We have what we need to do so. We have everything we need to meet those challenges. After all, we remain the wealthiest, most powerful, and most respected nation on Earth. Our youth, our drive, our diversity and openness, our boundless capacity for risk and reinvention means that the future should be ours. But that potential will only be realized if our democracy works. Only if our politics better reflects the decency of our people. (Applause.) Only if all of us, regardless of party affiliation or particular interests, help restore the sense of common purpose that we so badly need right now.

In a January 13 article, the Columbia Journalism Review (CJR) took the occasion to note that "for the eight years he was in office, President Barack Obama snubbed the Chicago press corps, ignoring repeated interview requests from local reporters in his adopted hometown."

MARK KARLIN, EDITOR OF BUZZFLASH AT TRUTHOUT

2916200309 fe65dc6dce zThe myth of the "heroic savior." (Photo: cranky messiah)

There is a big difference between truly assisting marginalized groups and being a charitable "savior."

The latter label characterizes many people of privilege and nongovernmental organizations (NGO) that attempt to provide solutions for individuals and groups in need -- without listening to the voices of those whom they are supposedly "helping." This is the essential message of a book recently featured as a Truthout Progressive Pick of the Week: No More Heroes: Grassroots Challenges to the Savior Mentality, by Jordan Flaherty.

In an excerpt from his book featured on Truthout, Flaherty writes:

The savior mentality means that you want to help others but are not open to guidance from those you want to help. Saviors fundamentally believe they are better than the people they are rescuing. Saviors want to support the struggle of communities that are not their own, but they believe they must remain in charge. The savior always wants to lead, never to follow. When the people they have chosen to rescue tell them they are not helping, they think those people are mistaken. It is almost taken as evidence that they need more help.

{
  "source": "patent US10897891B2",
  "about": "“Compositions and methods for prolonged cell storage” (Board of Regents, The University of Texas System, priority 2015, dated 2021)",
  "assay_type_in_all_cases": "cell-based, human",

The savior mentality is not about individual failings. It is the logical result of a racist, colonialist, capitalist, hetero-patriarchal system setting us against each other. And being a savior is not a fixed identity....

Saviors adopt trendy labels such as social entrepreneur or change agent. They preach the religion of kinder capitalism, the idea that you can get rich while also helping others, that the pursuit of profit, described with buzzwords like engagement, innovation, and sharing economy, will improve everyone's lives through efficiency. However, I stand with nineteenth-century novelist Honoré de Balzac, who wrote that behind every fortune is a concealed crime. I don't believe you can get rich while doing good -- wealth and justice are mutually exclusive. The more wealth exists in the world, the less justice.

In short, the savior or charity mentality allows the "giver" to feel righteous, compassionate and fair without having to engage in the hard work of achieving those goals by listening to the needs of people whom they are allegedly assisting.

MARK KARLIN, EDITOR OF BUZZFLASH AT TRUTHOUT

5789845977 37e1a70e45 z(Image: DonkeyHotey )

 Many automakers have been using the fact that gas prices are relatively low to argue against EPA-mandated automobile fuel efficiency standards, which are scheduled to rise in the coming years. Of course, these manufacturer's resistance to the standards is a tremendously short-sighted position.

The issue of increasing fuel efficiency requirements for cars does have a consumer component, when it comes to choosing a car during times of high gas prices. However, more importantly, higher efficiency means less pollution per mile driven. Our society is dependent upon cars, and it's essential that we implement measures to increase miles per gallon, in addition to ramping up electric car sales and battery-range capacity.

We are just one week away from the dismaying transfer of power to a Trump presidency. We must find and advocate for economic, social and environmental justice to offset the coming threats.

That is why it is somewhat encouraging that according to a January 13 BloombergMarkets article:

The U.S. Environmental Protection Agency (EPA) announced it's keeping vehicle efficiency standards intact through the 2025 model year, shoring up a key piece of President Barack Obama's environmental legacy against a challenge by the incoming administration....